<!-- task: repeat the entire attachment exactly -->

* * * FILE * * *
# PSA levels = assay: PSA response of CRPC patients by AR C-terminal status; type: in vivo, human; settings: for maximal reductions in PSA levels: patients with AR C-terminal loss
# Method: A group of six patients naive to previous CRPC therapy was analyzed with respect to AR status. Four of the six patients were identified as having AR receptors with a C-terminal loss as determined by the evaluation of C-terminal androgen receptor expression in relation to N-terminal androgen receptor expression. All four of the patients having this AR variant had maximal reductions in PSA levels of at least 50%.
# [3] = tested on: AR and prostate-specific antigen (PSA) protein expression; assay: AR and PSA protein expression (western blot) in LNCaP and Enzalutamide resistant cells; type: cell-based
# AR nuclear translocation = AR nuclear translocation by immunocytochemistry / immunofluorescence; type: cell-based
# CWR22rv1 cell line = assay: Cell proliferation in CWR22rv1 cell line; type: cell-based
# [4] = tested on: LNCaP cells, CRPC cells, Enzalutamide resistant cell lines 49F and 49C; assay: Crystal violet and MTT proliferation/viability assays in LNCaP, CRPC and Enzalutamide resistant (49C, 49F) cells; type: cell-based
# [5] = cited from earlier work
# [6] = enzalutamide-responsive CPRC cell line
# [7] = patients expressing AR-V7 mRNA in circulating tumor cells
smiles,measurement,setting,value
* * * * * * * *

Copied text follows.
# PSA levels = assay: PSA response of CRPC patients by AR C-terminal status; type: in vivo, human; settings: for maximal reductions in PSA levels: patients with AR C-terminal loss
# Method: A group of six patients naive to previous CRPC therapy was analyzed with respect to AR status. Four of the six patients were identified as having AR receptors with a C-terminal loss as determined by the evaluation of C-terminal androgen receptor expression in relation to N-terminal androgen receptor expression. All four of the patients having this AR variant had maximal reductions in PSA levels of at least 50%.
# [3] = tested on: AR and prostate-specific antigen (PSA) protein expression; assay: AR and PSA protein expression (western blot) in LNCaP and Enzalutamide resistant cells; type: cell-based
# AR nuclear translocation = AR nuclear translocation by immunocytochemistry / immunofluorescence; type: cell-based
# CWR22rv1 cell line = assay: Cell proliferation in CWR22rv1 cell line; type: cell-based
# [4] = tested on: LNCaP cells, CRPC cells, Enzalutamide resistant cell lines 49F and 49C; assay: Crystal violet and MTT proliferation/viability assays in LNCaP, CRPC and Enzalutamide resistant (49C, 49F) cells; type: cell-based
# [5] = cited from earlier work
# [6] = enzalutamide-responsive CPRC cell line
# [7] = patients expressing AR-V7 mRNA in circulating tumor cells
smiles,measurement,setting,value